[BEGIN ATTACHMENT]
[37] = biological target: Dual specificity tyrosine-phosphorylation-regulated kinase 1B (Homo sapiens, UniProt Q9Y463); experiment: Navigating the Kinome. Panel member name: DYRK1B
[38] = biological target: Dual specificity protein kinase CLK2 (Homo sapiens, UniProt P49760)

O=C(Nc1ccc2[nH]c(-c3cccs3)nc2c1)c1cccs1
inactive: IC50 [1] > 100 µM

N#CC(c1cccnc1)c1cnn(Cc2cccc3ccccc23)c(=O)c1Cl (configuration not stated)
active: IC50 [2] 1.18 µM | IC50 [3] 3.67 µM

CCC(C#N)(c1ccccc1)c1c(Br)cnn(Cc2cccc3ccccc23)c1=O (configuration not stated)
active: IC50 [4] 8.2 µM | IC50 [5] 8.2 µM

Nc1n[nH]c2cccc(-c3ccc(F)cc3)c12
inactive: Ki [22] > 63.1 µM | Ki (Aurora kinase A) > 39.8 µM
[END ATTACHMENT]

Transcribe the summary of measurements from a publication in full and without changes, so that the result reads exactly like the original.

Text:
[37] = biological target: Dual specificity tyrosine-phosphorylation-regulated kinase 1B (Homo sapiens, UniProt Q9Y463); experiment: Navigating the Kinome. Panel member name: DYRK1B
[38] = biological target: Dual specificity protein kinase CLK2 (Homo sapiens, UniProt P49760)

O=C(Nc1ccc2[nH]c(-c3cccs3)nc2c1)c1cccs1
inactive: IC50 [1] > 100 µM

N#CC(c1cccnc1)c1cnn(Cc2cccc3ccccc23)c(=O)c1Cl (configuration not stated)
active: IC50 [2] 1.18 µM | IC50 [3] 3.67 µM

CCC(C#N)(c1ccccc1)c1c(Br)cnn(Cc2cccc3ccccc23)c1=O (configuration not stated)
active: IC50 [4] 8.2 µM | IC50 [5] 8.2 µM

Nc1n[nH]c2cccc(-c3ccc(F)cc3)c12
inactive: Ki [22] > 63.1 µM | Ki (Aurora kinase A) > 39.8 µM